On Thursday Rep. Peter King (R-NY), the House Chair of the Homeland Security Committee, will hold a hearing on the radicalization of Muslim communities in the U.S. He has told CNN (here) and other sources that he believes 80% of the mosques are controlled by extremists. This out-of-the-air claim has been debunked by the Sanford School of Public Policy at Duke University (read the study here) that discovered that when Muslims attend mosques and participate in Muslim community events, they are less likely to hold extremist opinions.
The antidote for extremism, then, is to get more Muslims to go to mosque.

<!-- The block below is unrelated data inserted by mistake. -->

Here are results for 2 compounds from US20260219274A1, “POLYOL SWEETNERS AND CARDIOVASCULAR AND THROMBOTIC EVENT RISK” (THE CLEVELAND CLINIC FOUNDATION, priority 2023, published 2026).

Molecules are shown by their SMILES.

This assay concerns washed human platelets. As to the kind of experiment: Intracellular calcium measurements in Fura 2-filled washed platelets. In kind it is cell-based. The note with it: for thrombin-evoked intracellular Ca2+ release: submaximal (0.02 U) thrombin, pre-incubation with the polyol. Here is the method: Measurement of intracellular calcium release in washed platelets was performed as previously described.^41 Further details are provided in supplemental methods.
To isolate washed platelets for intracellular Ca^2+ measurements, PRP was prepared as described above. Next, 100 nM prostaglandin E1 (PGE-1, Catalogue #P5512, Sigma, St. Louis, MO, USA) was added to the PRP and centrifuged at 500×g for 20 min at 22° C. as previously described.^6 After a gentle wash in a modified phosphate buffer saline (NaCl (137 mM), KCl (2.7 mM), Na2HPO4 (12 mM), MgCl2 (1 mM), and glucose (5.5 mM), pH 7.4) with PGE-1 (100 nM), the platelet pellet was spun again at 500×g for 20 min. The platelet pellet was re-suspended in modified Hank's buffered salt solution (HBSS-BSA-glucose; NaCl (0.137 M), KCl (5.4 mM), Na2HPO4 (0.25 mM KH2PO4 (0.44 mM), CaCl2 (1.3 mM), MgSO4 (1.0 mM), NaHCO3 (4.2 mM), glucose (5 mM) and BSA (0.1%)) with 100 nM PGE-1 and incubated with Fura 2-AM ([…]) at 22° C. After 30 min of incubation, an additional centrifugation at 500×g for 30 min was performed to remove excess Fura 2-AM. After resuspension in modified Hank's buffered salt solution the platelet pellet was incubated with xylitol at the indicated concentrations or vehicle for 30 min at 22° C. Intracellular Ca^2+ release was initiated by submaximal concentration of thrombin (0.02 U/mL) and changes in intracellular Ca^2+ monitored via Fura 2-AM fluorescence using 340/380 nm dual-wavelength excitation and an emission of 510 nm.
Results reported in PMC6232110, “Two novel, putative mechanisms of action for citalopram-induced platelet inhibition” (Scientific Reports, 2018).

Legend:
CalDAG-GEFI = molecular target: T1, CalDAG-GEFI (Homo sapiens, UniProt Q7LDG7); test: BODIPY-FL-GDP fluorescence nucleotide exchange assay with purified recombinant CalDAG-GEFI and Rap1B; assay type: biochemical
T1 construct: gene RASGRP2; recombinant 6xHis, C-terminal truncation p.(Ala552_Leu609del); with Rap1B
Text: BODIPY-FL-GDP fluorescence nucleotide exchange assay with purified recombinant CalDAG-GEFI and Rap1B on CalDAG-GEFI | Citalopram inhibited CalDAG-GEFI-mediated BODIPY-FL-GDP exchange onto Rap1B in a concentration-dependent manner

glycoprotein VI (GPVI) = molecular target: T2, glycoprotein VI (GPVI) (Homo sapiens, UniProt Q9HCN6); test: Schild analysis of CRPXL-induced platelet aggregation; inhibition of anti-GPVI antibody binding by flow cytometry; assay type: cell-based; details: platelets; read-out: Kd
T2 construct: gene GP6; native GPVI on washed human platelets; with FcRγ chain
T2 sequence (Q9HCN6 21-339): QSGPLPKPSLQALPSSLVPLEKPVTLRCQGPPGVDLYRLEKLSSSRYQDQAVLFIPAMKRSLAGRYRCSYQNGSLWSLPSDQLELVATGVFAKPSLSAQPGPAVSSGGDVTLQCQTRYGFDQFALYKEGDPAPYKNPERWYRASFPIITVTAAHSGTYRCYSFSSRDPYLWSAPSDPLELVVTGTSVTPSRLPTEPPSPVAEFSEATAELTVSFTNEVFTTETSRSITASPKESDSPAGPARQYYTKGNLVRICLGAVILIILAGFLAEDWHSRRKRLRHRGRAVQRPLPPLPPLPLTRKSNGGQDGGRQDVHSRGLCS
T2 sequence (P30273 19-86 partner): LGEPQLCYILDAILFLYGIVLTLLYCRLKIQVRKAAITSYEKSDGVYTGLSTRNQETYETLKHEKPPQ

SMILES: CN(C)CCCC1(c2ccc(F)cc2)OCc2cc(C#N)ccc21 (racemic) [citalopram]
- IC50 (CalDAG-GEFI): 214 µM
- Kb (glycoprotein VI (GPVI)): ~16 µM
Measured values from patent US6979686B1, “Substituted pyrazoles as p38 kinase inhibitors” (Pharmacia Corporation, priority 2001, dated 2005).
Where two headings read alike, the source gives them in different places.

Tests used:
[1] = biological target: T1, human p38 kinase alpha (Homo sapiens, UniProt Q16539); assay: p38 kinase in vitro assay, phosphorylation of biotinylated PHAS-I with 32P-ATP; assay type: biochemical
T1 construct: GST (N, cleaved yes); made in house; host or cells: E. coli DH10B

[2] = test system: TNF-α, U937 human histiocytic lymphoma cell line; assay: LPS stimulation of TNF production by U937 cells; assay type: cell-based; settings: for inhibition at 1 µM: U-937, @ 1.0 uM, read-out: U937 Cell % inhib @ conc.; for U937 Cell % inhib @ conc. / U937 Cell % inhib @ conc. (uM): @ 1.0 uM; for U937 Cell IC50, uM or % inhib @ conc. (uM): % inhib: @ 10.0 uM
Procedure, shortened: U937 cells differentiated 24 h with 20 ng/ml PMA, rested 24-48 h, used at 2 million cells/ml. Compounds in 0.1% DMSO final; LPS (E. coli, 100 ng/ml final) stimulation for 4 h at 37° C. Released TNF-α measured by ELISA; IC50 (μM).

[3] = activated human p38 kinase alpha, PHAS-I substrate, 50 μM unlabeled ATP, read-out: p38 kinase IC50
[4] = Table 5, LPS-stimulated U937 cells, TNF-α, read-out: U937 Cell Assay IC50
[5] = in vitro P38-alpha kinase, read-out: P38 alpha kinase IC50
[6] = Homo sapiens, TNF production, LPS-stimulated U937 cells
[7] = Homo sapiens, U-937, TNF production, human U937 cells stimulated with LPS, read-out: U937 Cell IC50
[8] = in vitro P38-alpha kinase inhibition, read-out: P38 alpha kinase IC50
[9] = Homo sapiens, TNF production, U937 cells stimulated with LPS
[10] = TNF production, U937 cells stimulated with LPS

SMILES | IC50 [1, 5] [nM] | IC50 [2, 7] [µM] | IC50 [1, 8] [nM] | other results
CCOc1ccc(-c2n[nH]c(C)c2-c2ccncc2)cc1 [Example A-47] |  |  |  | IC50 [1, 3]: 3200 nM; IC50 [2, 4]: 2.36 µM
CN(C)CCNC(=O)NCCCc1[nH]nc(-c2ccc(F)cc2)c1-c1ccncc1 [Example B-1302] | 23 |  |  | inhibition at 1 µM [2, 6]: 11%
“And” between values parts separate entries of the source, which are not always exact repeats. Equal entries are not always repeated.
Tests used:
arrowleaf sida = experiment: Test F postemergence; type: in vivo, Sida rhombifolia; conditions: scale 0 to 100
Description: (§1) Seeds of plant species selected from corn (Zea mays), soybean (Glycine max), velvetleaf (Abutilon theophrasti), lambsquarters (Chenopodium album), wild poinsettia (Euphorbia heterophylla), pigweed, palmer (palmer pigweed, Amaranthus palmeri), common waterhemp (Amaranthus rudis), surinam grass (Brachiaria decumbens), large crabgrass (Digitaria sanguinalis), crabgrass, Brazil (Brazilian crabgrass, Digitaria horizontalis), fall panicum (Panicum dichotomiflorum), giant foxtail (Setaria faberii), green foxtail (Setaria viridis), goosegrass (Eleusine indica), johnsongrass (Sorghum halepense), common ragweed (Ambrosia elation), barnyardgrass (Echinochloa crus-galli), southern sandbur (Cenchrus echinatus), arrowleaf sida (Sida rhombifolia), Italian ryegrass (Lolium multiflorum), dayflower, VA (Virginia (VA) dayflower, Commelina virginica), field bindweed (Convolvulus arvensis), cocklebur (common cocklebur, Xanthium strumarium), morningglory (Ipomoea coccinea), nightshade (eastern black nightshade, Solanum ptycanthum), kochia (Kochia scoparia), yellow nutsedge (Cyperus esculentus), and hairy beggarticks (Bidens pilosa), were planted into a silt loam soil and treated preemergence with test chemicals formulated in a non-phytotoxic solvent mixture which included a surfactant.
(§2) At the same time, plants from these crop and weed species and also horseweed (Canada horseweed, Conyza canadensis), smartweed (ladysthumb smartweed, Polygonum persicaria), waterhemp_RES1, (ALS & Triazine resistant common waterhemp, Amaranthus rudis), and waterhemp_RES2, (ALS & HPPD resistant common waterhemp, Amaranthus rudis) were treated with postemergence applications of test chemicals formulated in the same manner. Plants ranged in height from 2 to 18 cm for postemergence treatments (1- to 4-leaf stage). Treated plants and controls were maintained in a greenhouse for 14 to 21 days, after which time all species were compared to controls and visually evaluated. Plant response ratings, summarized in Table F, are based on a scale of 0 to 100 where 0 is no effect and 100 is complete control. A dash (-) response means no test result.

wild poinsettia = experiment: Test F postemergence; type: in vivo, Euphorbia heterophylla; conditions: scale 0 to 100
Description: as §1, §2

It is not clear what Rep. King hopes his flimsy evidence will do for homeland security this Thursday when he holds his hearings. The WaPo faith blog reports that King will call only three witnesses---with zero expertise in Islam or terrorism.
In the meantime, France and Germany are also debating the role of Islam in their countries, as if pluralism were a brand new phenomenon in the West. The strength of democracy lies in the counterpoise between sameness and difference, and we've had bad experiences when we've let difference and the fear of difference create its own reality.